Customer Reviews: And the Mountains Echoed
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on May 22, 2013
Summary: Pari and Abdullah are as close as siblings can be. Abdullah loves his sister so much, she is almost his daughter. So when the powers that be tear them apart, both of their lives are irrevocably changed. Years down the road we meet friends, doctors, chauffeurs, people whose lives are changed through this one event. What unfolds is a story that crosses oceans, teaching us what it means to love and care.

Review: Another hit from Khaled Hosseini! Truly, this man knows how to weave a story. And the Mountains Echoed is a less brutal novel than Kite Runner or A Thousand Splendid Suns, but the story is no less meaningful nor less heartbreaking. Each chapter is written from the POV from a different character, and one chapter actually has two different POVs intertwined. Each POV is a different character's journey, but they are all related to each other.

Unlike the other two novels, this book does not center around regional conflicts. Hosseini delicately tells us stories of individuals who are going through real life journeys. They love, they die. They acquire dream jobs, and real life illnesses. The story is about individuals and how they relate to one another. Sure, the Taliban and the Russians are mentioned but only as a part of the setting. And since the story takes place in four different countries, we see a vast array of settings that help give more richness to the story.

One of the major themes of this novel is appearance vs. reality. The beautiful are empty, the morally repugnant are heroes. What may seem like a good idea at the time is actually the worst idea. The characters are also morally ambiguous, much like the main character in Kite Runner. One of the strength's of Hosseini is he sneaks characters into our hearts so that we may begin to understand their bad and ugly choices. You cannot hate the characters because they are only human.

Hosseini does a fantastic job creating unique voices for each of the POVs. Dare I say, even better than GRRM? The storytelling style even changes, from how a father tells his son a bedtime story, to how a woman gives an interview. It's quite remarkable.

One little issue I had was Idris' chapter. Although touching, it had little to do with the larger story. Even Markos' chapter fit. But Idris' chapter wasn't quite like the rest; it fit lyrically, but not contextually. I cannot say more without giving the plot away.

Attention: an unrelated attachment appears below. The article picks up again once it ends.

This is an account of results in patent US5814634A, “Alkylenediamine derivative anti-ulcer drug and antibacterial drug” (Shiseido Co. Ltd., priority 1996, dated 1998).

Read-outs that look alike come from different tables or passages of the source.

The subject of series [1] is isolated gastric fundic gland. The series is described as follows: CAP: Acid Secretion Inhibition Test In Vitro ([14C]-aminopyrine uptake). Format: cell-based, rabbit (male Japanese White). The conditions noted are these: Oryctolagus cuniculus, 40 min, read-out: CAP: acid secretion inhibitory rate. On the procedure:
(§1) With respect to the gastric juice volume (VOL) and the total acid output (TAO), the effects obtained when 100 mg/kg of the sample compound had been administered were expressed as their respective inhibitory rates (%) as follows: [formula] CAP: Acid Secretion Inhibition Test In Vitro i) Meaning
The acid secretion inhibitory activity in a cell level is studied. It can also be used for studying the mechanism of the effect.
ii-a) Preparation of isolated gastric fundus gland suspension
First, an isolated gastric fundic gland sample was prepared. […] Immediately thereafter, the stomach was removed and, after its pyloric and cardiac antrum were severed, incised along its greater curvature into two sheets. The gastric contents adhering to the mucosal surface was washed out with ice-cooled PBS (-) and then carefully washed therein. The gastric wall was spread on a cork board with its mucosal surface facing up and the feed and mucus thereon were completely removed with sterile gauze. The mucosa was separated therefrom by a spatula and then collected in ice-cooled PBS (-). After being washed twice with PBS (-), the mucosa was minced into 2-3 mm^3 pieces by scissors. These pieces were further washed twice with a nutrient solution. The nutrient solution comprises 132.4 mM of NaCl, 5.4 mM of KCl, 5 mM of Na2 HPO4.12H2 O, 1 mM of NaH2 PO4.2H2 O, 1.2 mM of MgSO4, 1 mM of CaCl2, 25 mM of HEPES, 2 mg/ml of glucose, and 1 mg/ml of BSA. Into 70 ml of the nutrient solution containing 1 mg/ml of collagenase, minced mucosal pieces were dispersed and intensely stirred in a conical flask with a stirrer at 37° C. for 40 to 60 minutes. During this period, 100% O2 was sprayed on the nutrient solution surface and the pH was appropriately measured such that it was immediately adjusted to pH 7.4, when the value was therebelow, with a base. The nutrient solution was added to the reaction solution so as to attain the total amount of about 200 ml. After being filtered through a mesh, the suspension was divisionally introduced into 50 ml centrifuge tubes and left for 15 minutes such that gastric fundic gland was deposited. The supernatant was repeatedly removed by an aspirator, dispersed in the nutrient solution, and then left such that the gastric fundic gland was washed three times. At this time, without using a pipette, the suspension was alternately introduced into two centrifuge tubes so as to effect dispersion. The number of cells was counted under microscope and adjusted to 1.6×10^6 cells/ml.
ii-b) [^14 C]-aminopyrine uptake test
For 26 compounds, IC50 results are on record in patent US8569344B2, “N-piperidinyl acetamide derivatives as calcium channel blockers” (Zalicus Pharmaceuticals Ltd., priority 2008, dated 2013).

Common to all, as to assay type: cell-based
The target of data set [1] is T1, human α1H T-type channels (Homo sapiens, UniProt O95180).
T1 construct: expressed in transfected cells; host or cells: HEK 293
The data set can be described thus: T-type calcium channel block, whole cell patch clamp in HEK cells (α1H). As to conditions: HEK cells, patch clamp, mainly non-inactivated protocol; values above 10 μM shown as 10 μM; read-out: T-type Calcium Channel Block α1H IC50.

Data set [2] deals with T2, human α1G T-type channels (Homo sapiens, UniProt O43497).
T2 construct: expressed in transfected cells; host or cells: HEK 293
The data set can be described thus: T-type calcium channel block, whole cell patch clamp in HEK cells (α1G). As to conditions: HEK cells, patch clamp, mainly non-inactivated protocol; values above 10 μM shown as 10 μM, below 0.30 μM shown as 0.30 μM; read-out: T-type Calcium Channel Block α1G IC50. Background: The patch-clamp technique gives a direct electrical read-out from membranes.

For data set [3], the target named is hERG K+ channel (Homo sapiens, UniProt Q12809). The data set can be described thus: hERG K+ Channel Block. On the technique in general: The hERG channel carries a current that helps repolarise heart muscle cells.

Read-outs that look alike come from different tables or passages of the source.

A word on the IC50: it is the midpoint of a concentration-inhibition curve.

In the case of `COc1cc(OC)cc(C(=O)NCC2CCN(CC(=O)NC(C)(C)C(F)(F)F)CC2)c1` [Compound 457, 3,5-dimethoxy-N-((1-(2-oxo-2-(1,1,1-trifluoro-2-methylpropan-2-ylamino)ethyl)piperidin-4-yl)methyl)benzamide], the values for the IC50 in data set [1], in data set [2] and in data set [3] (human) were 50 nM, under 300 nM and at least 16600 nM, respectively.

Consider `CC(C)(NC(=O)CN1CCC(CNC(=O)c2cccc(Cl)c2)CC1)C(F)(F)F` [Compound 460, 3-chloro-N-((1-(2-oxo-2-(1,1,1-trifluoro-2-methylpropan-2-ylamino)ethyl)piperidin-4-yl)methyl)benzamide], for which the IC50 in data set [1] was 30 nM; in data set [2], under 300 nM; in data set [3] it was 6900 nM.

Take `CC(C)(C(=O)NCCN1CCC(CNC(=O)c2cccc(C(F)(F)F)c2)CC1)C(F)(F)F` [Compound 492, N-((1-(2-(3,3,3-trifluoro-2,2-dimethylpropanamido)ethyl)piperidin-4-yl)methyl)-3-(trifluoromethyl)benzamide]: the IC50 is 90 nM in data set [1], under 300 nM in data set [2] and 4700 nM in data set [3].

We already know Hosseini knows how to tell a story. But he has surprised us yet again by showing us that not only can he write one story, but he can create a novel quilted from the stories of nine different characters. Of course, my recommendation is READ!

Violence: None, although mentioned peripherally.

Rating: 5 out of 5 stars

Quote: Beauty is an enormous, unmerited gift given randomly, stupidly.
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on May 21, 2013
I am almost embarrassed to admit I have yet to read Khaled Hosseini's first acclaimed works, The Kite Runner and A Thousand Splendid Suns so I couldn't pass up on the chance to read And the Mountains Echoed, the author's third novel.

This novel begins in 1952 as a father recites a bed time story to his young son and daughter during an overnight trek across the Afghanistan desert on their way to Kabul. The tale, we soon learn, tells the truth of the father's journey for desperate to provide for his new wife and growing family, the father has agreed to sell his daughter to a wealthy couple unable to bear their own in a deal brokered by their valet, his brother. The separation of the brother and sister, Abdullah and Pari, provides the catalyst for Hosseini to share several stories, within a larger arc, that explore the bonds of family and love, and the devastation of separation and loss.

Abdullah returns to their village with his father but feels the loss of his sister keenly;
"She was like the dust that clung to his shirt. She was in the silences that had become so frequent in the house, silence that welled up between their words, sometimes cold and hollow, sometimes pregnant with things that went unsaid, like a cloud filled with rain that never fell."

but never relinquishes the dream of being reunited with Pari.

At just four, Pari quickly settles into her new life but it is the story of her adoptive parents - the wild, provocative Nila and her introverted and much older husband Mr. Suleiman Wahdati, that unravels next as witnessed by Pari's uncle, Nabi. A marriage of convenience it soon disintegrates when Wahditi suffers a stroke and Nila flees to France, her mother's birthplace, with Pari. Nabi is left to nurse his invalid employer, remaining with him even as the war begins to rage around them.

Moving then to Paris, America while never straying far from war torn Afghanistan, the fates of Abdullah, Pari, and those connected to them are slowly revealed. It is an emotional, poignant journey that weaves its way in and out of character, time and place.

I do have to admit And The Mountains Echoed was not without its flaws for me. At times I felt the narrative was disjointed and while eventually Hosseini merges the threads of the splintered journey it is not always an easy path to follow. Characters come and go, and their importance, or their relationship to Abdullah and Pari, are not always clear.

Still, I was captivated by the powerful prose and the heartfelt emotion infused in this tale. And The Mountains Echoed is an epic tale of heartbreak and hope that exposes humanity at its worst and best. A fine novel that I am pleased to recommend.